Apple files appeal in e book antitrust case
NEW YORK (AP) -- Apple is telling a federal appeals court in New York that a judge's finding that it violated antitrust laws by manipulating electronic book prices "is a radical departure" from modern antitrust law that will "chill competition and harm consumers" if allowed to stand.
Apple filed its formal written arguments late Tuesday before the Second U.S. Circuit Court of Appeals.
The company is asking the appeals court to overturn the judgment in Apple's favor, or grant a new trial in front of a different judge.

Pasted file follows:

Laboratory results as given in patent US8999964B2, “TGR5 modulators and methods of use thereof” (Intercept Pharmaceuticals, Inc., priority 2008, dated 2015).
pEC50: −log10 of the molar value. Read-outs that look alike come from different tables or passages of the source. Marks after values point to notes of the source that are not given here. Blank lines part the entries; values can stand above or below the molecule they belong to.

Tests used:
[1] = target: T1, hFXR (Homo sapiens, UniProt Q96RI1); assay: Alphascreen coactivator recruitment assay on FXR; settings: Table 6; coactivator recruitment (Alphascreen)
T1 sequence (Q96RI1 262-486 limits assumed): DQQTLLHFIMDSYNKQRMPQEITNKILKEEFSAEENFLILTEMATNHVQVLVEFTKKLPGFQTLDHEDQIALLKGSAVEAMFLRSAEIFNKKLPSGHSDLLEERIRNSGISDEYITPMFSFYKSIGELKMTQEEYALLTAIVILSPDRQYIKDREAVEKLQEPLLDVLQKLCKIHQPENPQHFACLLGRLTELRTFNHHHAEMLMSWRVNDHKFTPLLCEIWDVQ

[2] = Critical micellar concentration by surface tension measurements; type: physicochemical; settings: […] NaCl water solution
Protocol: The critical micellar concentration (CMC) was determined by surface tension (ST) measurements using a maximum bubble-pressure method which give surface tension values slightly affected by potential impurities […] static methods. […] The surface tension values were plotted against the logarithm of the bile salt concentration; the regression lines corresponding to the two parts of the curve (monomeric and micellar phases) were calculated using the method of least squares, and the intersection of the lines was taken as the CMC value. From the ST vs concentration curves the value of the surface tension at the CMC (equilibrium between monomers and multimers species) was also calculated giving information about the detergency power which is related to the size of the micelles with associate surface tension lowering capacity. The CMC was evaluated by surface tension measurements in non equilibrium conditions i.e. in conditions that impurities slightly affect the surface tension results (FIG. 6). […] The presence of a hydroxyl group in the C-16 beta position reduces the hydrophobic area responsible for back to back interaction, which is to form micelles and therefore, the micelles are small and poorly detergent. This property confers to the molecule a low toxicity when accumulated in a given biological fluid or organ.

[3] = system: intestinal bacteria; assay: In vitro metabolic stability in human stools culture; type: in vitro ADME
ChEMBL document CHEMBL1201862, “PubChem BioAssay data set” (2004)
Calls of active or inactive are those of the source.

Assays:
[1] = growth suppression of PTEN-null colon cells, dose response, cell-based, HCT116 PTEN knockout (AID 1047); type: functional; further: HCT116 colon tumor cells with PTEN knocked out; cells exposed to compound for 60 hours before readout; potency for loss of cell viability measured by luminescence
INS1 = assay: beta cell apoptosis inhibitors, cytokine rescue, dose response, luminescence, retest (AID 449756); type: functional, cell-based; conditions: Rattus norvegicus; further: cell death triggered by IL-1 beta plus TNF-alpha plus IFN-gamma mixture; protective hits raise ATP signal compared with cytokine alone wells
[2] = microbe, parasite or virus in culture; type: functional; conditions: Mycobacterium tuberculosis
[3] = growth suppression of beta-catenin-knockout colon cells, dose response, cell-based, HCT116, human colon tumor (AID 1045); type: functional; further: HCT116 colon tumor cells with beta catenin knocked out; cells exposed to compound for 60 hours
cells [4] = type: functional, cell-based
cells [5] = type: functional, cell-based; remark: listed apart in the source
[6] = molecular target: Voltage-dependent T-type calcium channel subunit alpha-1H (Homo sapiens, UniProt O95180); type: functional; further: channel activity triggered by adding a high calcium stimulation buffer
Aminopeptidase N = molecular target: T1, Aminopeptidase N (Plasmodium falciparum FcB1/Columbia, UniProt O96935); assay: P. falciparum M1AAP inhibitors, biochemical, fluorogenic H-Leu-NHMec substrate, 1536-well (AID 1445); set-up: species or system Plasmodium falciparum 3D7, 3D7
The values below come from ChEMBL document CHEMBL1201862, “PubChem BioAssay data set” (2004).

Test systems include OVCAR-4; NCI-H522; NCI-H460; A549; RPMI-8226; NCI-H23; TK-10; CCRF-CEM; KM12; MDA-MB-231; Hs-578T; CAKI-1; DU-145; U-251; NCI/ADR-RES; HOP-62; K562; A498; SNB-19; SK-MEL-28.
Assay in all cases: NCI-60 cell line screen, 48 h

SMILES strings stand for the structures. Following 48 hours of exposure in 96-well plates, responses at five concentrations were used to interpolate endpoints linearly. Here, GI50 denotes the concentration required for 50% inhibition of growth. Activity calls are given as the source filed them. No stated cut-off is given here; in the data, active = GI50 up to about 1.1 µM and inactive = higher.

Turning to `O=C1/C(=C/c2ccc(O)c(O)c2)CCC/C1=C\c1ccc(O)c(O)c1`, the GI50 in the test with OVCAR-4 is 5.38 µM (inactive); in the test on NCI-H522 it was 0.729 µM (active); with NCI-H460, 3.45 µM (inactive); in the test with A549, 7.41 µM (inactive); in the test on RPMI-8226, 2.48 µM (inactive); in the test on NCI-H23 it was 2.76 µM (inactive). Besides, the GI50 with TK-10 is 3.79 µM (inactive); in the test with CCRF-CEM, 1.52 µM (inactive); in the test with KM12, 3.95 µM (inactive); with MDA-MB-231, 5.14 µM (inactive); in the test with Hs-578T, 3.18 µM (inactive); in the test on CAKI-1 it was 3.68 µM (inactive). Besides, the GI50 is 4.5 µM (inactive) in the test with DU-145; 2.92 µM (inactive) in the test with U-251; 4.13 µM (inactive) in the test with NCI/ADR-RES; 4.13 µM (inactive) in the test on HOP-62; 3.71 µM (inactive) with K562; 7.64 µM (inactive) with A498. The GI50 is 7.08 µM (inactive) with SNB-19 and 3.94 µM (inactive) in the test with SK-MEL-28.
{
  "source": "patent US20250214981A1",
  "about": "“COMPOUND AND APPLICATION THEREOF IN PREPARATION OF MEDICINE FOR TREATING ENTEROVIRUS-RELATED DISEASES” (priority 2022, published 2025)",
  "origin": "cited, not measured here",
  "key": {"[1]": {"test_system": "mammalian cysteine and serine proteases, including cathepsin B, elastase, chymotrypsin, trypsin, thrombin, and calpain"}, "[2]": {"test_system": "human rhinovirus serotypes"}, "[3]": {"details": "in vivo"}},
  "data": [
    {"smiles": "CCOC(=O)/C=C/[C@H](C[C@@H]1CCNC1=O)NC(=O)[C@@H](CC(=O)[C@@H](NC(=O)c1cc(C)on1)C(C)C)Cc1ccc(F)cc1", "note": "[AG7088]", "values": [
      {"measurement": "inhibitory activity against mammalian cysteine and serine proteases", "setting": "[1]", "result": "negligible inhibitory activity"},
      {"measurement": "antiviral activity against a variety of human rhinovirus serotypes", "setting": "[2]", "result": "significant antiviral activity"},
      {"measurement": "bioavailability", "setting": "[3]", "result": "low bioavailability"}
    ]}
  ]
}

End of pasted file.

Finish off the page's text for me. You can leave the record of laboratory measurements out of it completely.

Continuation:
U.S. District Judge Denise Cote concluded last year that Apple colluded with book publishers to raise electronic book prices. She appointed Washington lawyer Michael Bromwich as monitor for two years after concluding Apple was not doing enough to ensure it no longer violated antitrust laws.